He knew what she meant about trumpeters. She had intended to signify that Isabel in her pride had boasted of her matrimonial prospects. Of course there had been trumpets. Are there not always trumpets when a marriage is contemplated, magnificent enough to be called an alliance? As for that he himself had blown the trumpets. He had told everybody that he was going to be married to Miss Boncassen. Isabel had blown no trumpets. In her own straightforward way she had told the truth to whom it concerned. Of course he would go and see Lady Mabel, but he trusted that for her own sake nothing would be said about trumpets.

‘So you have come at last,’ Mabel said when he entered the room. ‘No; — Miss Cassewary is not here. As I wanted to see you alone I got her to go out this morning. Why did you not come before?’

‘You said in your letter you knew why.’

‘But in saying so I was accusing you of cowardice; — was I not?’

‘It was not cowardice.’

‘Why then did you not come?’

‘I thought you would hardly wish to see me so soon — after what passed.’

‘That is honest at any rate. You felt that I must be too much ashamed of what I said to be able to look you in the face.’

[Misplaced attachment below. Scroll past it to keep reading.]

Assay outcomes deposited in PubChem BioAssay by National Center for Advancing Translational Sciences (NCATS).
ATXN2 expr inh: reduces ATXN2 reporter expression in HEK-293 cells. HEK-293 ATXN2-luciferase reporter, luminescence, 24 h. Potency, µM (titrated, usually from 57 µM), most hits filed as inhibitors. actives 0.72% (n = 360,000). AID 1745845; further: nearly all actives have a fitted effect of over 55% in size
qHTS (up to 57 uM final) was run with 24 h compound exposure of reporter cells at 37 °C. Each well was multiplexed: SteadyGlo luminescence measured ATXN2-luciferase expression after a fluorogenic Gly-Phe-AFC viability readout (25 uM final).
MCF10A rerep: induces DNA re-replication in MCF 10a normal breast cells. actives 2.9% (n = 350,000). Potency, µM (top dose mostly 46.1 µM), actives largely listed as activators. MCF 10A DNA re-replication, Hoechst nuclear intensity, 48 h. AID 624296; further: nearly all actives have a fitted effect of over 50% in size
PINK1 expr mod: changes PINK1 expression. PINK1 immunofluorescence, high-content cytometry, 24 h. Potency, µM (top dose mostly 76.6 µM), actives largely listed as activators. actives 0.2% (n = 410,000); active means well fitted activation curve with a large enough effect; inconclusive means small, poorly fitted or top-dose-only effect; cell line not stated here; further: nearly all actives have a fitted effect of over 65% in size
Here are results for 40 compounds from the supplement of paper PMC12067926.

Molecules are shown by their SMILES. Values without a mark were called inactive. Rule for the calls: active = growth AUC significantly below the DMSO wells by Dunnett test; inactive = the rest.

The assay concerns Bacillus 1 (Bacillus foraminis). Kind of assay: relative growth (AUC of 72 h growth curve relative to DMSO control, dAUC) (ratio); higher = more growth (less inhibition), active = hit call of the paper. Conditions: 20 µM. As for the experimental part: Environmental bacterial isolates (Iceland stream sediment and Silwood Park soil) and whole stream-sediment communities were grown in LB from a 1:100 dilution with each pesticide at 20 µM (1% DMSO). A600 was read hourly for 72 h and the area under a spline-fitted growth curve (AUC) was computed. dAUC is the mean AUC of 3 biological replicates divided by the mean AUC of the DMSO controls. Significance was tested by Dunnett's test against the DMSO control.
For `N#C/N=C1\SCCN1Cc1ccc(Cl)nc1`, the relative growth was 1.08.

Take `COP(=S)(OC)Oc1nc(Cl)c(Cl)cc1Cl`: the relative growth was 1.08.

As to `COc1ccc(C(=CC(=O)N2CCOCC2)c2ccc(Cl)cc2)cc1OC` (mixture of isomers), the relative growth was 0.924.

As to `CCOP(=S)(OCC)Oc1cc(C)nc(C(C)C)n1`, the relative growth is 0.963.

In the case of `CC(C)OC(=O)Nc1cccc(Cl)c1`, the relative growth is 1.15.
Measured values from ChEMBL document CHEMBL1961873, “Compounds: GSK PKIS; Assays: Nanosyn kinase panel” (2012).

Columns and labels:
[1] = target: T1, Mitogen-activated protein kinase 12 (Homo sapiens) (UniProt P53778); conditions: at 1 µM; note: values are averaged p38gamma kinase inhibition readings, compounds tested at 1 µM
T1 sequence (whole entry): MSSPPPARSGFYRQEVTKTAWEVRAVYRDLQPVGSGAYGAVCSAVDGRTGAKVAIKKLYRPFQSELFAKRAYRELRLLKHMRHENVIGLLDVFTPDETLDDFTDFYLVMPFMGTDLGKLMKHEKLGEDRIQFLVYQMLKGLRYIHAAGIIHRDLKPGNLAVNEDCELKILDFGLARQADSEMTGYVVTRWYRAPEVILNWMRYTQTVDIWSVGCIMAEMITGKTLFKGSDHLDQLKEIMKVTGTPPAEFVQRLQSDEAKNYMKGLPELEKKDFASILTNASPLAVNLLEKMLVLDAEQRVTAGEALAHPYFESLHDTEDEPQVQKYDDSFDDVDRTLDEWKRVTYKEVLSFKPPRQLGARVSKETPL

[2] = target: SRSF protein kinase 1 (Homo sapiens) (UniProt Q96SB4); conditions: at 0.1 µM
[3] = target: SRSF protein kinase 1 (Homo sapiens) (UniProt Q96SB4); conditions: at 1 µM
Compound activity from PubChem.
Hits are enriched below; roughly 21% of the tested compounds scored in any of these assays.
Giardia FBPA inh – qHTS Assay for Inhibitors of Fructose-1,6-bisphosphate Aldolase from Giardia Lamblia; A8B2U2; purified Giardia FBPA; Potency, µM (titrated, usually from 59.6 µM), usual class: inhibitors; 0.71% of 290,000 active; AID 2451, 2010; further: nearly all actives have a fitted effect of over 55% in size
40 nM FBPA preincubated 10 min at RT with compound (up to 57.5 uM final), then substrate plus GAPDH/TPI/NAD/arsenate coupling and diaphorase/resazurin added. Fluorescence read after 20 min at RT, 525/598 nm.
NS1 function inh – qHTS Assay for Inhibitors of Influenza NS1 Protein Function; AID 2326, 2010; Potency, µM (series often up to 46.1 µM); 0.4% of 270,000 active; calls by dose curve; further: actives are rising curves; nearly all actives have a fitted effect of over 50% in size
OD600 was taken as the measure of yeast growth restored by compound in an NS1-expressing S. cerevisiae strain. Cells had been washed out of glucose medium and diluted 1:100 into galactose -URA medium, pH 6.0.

‘Not that exactly.’

‘Any other man would have felt the same, but no other man would be honest enough to tell me so. I do not think that ever in your life you have constrained yourself to the civility of a lie.’

‘I hope not.’

‘To be civil and false is often better than to be harsh and true. I may be soothed by the courtesy and yet not deceived by the lie. But what I told you in my letter — which I hope you have destroyed —’

‘I will destroy it.’

‘Do. It was not intended for the partner of your future joys. As I told you then I can talk freely. Why not? We know it — both of us. How your conscience may be I cannot tell; but mine is clear from that soil with which you think it should be smirched.’

‘I think nothing of the sort.’

‘Yes, Silverbridge, you do. You have said to yourself this; — That girl has determined to get me, and she has not stopped as to how she would do it.’

‘No such idea ever crossed my mind.’

‘But you have never told yourself of the engagement which you gave me. Such condemnation as I have spoken of would have been just if my efforts had been sanctioned by no words, no looks, no deeds from you. Did you give me warrant for thinking that you were my lover?’

That theory by which he had justified himself to himself seemed to fall away from him under her questioning. He could not now remember his words to her in those old days before Miss Boncassen had crossed his path; but he did know that he had once intended to make her understand that he loved her. She had not understood him; — or understanding, had not accepted his words; and therefore he had thought himself free. But it now seemed that he had not been entitled so to regard himself. There she sat, looking at him, waiting for his answer; and he who had been so sure that he had committed no sin against her, had not a word to say to her.